• Economist Joseph Schumpeter on how capitalism caters to the masses, not the wealthy: "The capitalist engine is first and last an engine of mass production which unavoidably also means production for the masses. ... It is the cheap cloth, the cheap cotton and rayon fabric, boots, motorcars and so on that are the typical achievements of capitalist production, and not as a rule improvements that would mean much to the rich man. Queen Elizabeth owned silk stockings. The capitalist achievement does not typically consist in providing more silk stockings for queens but in bringing them within reach of factory girls in return for steadily decreasing amounts of effort."View Source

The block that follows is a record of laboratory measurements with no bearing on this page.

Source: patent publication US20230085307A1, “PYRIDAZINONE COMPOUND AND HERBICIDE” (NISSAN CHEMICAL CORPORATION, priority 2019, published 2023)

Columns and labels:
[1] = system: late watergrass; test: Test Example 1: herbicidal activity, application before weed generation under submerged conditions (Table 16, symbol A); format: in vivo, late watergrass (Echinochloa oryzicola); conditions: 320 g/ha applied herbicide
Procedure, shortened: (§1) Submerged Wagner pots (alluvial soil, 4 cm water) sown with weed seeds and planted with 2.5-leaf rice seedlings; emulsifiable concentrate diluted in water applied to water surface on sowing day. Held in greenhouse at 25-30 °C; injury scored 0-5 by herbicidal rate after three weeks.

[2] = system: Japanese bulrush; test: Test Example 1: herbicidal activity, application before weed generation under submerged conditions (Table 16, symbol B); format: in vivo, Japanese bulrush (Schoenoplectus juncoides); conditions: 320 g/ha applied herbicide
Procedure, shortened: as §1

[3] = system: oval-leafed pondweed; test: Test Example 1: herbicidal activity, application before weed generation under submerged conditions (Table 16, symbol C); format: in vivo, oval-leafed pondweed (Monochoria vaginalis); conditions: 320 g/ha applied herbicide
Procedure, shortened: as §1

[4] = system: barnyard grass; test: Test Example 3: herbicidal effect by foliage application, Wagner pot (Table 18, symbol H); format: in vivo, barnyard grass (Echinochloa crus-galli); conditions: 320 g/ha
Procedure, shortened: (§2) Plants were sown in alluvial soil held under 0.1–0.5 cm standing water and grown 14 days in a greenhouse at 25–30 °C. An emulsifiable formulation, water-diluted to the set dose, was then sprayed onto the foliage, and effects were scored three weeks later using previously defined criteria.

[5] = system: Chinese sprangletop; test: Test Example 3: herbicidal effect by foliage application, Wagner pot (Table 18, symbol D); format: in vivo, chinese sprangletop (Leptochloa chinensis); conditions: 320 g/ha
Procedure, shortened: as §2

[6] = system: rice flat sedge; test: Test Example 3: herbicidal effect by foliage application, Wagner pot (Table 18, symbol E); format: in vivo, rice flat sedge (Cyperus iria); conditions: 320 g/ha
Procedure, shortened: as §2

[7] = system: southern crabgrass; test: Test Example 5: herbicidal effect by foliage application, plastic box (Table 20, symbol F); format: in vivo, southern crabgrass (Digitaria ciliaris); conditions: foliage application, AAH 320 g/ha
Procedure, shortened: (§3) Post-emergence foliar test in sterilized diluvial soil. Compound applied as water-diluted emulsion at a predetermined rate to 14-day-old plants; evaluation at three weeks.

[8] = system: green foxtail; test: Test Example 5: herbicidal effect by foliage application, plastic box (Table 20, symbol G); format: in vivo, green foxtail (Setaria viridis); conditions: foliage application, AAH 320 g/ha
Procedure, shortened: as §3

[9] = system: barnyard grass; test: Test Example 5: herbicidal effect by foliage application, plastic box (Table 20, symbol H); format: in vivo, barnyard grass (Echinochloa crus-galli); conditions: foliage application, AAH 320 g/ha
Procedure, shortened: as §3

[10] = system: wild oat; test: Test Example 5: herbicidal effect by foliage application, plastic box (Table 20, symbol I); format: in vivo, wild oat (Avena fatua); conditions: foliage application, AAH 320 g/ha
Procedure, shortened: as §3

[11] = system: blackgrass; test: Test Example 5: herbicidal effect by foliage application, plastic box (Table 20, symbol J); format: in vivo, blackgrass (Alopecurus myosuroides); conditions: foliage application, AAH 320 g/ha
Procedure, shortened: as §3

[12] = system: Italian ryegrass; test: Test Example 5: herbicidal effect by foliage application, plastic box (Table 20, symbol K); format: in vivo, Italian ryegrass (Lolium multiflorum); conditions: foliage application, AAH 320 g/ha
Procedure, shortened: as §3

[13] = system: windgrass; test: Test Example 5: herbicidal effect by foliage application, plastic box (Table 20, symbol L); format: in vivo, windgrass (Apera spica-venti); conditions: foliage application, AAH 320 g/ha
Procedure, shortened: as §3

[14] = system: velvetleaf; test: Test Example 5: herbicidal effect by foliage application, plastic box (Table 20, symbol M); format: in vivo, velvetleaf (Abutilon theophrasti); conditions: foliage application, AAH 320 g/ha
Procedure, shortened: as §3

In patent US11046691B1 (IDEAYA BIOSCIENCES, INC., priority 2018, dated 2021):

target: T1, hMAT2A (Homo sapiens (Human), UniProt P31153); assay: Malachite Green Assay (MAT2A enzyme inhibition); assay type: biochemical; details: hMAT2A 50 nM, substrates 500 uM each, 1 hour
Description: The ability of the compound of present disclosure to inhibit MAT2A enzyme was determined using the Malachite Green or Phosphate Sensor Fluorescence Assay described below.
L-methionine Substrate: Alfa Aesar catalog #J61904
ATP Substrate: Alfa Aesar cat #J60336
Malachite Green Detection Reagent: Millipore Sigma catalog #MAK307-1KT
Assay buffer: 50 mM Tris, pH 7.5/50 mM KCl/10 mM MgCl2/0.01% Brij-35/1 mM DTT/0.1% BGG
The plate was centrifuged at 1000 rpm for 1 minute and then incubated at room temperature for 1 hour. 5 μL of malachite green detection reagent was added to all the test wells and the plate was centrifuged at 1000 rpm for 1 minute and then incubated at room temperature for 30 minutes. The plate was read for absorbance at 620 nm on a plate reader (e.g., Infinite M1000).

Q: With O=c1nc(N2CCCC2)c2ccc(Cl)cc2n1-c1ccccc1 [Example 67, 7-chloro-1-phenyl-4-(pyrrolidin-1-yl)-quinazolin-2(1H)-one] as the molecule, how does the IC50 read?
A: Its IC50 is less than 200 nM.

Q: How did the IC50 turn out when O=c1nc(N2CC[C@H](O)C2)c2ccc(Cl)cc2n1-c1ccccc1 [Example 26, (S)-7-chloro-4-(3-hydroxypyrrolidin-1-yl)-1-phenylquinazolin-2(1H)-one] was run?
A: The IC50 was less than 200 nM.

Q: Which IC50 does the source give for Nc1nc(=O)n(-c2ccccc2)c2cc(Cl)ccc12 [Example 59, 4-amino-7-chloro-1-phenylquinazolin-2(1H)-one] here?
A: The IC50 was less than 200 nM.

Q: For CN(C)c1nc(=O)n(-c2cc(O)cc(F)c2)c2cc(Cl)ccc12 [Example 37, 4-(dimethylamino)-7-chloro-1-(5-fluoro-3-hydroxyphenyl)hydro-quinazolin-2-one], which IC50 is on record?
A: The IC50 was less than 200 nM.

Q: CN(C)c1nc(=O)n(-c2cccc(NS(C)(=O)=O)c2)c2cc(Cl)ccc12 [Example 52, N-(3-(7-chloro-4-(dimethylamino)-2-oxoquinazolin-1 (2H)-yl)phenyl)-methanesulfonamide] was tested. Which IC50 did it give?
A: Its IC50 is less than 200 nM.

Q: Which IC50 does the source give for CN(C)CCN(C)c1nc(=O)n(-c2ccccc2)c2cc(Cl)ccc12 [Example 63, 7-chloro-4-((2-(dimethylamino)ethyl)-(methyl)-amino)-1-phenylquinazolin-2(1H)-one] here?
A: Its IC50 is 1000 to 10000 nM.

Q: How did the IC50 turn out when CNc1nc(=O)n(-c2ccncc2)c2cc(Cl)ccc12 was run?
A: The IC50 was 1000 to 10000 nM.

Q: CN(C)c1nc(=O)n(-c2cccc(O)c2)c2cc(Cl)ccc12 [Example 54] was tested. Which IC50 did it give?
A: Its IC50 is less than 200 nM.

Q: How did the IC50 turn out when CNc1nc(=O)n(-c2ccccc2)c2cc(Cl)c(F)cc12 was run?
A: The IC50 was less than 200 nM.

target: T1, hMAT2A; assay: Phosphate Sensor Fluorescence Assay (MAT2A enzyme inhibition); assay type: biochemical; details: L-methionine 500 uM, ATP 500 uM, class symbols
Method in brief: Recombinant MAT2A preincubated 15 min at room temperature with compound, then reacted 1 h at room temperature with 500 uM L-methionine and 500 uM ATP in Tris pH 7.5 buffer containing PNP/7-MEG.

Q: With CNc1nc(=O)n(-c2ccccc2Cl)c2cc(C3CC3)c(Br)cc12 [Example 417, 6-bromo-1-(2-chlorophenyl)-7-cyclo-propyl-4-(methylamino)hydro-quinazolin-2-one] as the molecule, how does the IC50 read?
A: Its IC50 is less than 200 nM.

• Related video: "Myths, Lies and Capitalism" – Arthur BrooksView Source
  • Related reading: "The New Road to Serfdom: A Letter of Warning to America" – Daniel HannanView Source

As Vietnam has embraced free trade, its economy has pulled ahead of protectionist Laos.

  • Free-trading Vietnam has pulled ahead of protectionist Laos, seeing annual real GDP growth of over 6% since 2015 and with only 11% of its population living in poverty, compared to 22% in Laos.View Source
  • Related video: "Why Capitalism Works" – George GilderView Source
  • Related reading: "The Road to Serfdom" – F.A. HayekView Source

Opposing capitalism isn't standing up for poor people, it's standing in the way of the best way to attain a better lifestyle.